Do you ever feel confused about the endless names used to describe different parts of the cannabis plant? Join me as we explore the anatomy of a female cannabis plant so you can determine which parts are the most beneficial for you and your unique needs.
- A beginners-level guide to understanding the anatomy of a female cannabis plant
- Labeled pictures for easy identification
- Notes for which parts of the plant contains the most trichomes (aka plant medicine).
- Practical tips for how to use each part of the plant - so nothing goes to waste!
Why You Will Love This Guide
I used cannabis every day for 8 years before I ever saw a real plant growing in the ground. Crazy right? Actually, no!
In fact, many consumers use plant medicine long before they ever encounter a live plant. This is certainly true for most members of my Well With Cannabis Community.
So, of course, it is no surprise that it can be confusing to try and understand all of the different names used to describe the plant.
Flowers, buds, fan leaves, sugar leaves, stems, trichomes, and more. While my cannabis terms and abbreviations guide may help, in this guide I will be breaking it down even deeper for you.
Join me as we explore the anatomy of a female cannabis plant and discuss which parts are the most beneficial for you and your unique needs.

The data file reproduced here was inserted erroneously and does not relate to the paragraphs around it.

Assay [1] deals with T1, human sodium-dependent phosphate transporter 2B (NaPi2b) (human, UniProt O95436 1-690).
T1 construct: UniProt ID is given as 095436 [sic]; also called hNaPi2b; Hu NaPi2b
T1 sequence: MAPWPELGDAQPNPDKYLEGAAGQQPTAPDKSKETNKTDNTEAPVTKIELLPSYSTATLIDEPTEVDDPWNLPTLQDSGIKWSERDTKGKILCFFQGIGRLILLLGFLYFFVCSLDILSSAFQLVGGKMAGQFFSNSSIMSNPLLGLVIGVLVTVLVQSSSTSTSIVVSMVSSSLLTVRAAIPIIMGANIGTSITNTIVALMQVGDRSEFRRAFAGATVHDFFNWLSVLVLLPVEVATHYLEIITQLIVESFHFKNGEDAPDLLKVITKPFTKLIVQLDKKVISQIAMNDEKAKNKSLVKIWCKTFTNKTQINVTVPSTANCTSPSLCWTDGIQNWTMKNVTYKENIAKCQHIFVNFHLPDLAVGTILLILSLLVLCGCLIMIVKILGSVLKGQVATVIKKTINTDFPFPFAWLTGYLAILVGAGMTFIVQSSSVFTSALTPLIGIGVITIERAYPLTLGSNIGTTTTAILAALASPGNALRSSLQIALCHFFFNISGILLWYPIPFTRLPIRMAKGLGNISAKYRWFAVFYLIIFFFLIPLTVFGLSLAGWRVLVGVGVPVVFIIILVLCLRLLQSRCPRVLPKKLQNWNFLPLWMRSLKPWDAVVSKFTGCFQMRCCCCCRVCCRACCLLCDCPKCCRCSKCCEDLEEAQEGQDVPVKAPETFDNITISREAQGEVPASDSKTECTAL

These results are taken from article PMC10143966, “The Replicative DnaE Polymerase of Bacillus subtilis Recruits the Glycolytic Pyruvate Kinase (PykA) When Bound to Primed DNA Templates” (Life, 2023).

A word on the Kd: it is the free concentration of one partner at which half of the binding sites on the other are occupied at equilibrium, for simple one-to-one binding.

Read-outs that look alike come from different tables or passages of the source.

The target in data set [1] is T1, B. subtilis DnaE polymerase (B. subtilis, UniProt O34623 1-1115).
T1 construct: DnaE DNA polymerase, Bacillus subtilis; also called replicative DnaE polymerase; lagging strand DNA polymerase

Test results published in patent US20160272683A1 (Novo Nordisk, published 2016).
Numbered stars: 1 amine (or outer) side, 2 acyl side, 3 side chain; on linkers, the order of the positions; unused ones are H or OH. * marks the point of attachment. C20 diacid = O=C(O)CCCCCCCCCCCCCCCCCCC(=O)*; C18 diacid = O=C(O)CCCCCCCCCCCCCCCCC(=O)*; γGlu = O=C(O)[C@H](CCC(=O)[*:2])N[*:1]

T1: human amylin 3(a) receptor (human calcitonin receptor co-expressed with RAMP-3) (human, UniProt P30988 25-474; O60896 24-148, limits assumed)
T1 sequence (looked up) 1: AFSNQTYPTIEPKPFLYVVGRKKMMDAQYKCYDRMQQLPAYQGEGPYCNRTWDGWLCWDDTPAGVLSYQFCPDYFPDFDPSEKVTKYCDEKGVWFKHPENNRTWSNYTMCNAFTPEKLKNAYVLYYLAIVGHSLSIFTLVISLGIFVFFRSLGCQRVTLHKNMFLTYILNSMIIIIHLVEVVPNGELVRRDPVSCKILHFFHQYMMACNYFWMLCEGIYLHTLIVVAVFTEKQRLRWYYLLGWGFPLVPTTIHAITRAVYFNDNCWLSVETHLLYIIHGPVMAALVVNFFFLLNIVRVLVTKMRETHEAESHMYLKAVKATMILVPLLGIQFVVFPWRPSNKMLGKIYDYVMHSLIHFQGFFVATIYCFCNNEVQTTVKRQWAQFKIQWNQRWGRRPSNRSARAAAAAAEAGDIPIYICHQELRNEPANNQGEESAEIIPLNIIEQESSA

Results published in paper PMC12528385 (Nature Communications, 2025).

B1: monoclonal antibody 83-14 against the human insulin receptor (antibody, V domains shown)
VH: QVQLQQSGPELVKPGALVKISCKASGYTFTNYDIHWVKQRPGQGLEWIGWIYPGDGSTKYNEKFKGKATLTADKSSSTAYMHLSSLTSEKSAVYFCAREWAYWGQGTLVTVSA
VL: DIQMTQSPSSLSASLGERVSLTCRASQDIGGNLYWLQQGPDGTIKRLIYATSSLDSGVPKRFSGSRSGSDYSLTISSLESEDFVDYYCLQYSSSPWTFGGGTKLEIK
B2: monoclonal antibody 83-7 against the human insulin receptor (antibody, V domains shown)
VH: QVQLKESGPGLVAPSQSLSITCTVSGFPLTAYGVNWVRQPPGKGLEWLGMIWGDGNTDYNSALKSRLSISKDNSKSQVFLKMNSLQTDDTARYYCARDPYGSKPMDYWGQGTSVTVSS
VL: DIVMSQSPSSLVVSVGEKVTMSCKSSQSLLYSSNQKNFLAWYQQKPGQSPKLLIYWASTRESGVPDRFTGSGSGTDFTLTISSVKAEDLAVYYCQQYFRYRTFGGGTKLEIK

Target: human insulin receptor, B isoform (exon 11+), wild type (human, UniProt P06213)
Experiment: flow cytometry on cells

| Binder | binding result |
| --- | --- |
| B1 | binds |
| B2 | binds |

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The Anatomy of a Cannabis Plant
However, real, live cannabis plants remain elusive because, despite legalization, growing cannabis remains illegal in most states.
Unfortunately, this means that most people are not familiar with the plant. This can lead to a lot of confusion surrounding names for certain parts.
It is my hope that these pictures and this guide can help give you a better understanding of how the plant looks, functions, and grows - even if you have never seen one in real life (yet!).
For many people, this is the only thing that matters. For this reason, I will include a note along with each heading to indicate how many trichomes each part of the plant typically contains.
The Cola and Flower Buds
In this guide we are only talking about female cannabis plants. Yes - they come in two separate sexes, each one producing a different flower.
The female plant produces the type of flower we want for gathering the most cannabinoids and terpenes, up to 20x more than a male plant.